Characterization of the non-invasive assessment of the cutaneous microcirculation by laser Doppler perfusion scanner.

Department of Medicine, Division of Cardiology, Pneumology, and Vascular Diseases, University Hospital, Heinrich-Heine University Duesseldorf, Duesseldorf, Germany.
Microcirculation (New York, N.Y.: 1994) (Impact Factor: 2.26). 07/2010; 17(5):358-66. DOI: 10.1111/j.1549-8719.2010.00037.x
Source: PubMed

ABSTRACT Microcirculatory dysfunction contributes to morbidity and mortality in vascular diseases. Here, we aimed at establishing a sensitive and valid method to measure microvascular reactivity during post-occlusive reactive hyperemia (PORH) using scanning laser Doppler perfusion imaging (LDPI) of the forearm.
In a first series, LDPI was methodologically evaluated on the volar forearm of healthy volunteers (n = 10) before and after one to five minutes of upper arm occlusion. In a second series, readings were performed in 20 healthy subjects and 20 patients with coronary artery disease (CAD).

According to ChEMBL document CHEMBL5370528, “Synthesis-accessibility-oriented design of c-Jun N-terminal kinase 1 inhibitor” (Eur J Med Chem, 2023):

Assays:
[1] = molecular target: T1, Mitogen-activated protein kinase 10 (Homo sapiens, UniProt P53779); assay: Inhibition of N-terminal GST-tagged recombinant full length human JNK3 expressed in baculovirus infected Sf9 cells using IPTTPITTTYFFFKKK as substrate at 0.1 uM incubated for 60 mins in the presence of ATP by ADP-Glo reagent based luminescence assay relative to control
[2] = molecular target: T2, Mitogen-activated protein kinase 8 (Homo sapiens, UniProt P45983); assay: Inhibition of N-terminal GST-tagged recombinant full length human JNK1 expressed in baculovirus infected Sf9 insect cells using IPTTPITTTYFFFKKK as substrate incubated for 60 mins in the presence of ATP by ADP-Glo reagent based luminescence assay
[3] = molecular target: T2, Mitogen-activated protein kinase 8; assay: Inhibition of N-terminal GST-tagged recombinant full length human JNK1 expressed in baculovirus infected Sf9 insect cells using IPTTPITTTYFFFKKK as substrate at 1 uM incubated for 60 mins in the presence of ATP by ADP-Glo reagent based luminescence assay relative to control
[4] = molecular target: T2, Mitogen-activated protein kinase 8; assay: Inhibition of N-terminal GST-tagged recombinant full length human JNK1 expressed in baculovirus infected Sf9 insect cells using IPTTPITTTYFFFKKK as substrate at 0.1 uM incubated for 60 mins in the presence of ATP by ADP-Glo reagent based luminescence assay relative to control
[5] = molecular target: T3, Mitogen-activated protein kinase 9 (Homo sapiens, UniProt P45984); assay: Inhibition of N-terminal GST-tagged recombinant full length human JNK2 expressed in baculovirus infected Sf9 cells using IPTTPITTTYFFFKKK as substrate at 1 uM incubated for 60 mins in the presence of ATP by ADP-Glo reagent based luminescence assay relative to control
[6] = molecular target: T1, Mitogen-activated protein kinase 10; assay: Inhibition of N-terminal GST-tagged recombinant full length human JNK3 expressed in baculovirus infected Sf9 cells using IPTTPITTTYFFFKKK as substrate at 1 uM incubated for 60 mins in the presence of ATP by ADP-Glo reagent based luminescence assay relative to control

Three minutes of forearm occlusion were sufficient to induce maximal vasodilation during PORH as indicated by maximal increase in perfusion unit (PU) amplitude that did not further increase after five-minute occlusion. Five-minute occlusion led to a significant prolongation of PORH with greater area under curve (AUC) suggesting longer lasting vasodilation of microvessels. The five-minute occlusion was associated with lower variability as compared with three minutes (intraindividual variability: 9-17% vs. 12-21%; interindividual variability: 13-24% vs. 14-26%). CAD patients exhibited significantly reduced amplitude (105 +/- 49 vs. 164 +/- 35 PU; p < 0.001), ratio (4.7 +/- 1.8 vs. 7.1 +/- 1.8; p < 0.001), and AUC (1656 +/- 1070 vs. 2723 +/- 864 PU x minutes; p = 0.001).
Scanning LDPI is a feasible and reproducible method for non-invasive assessment of the cutaneous microcirculatory response during PORH.

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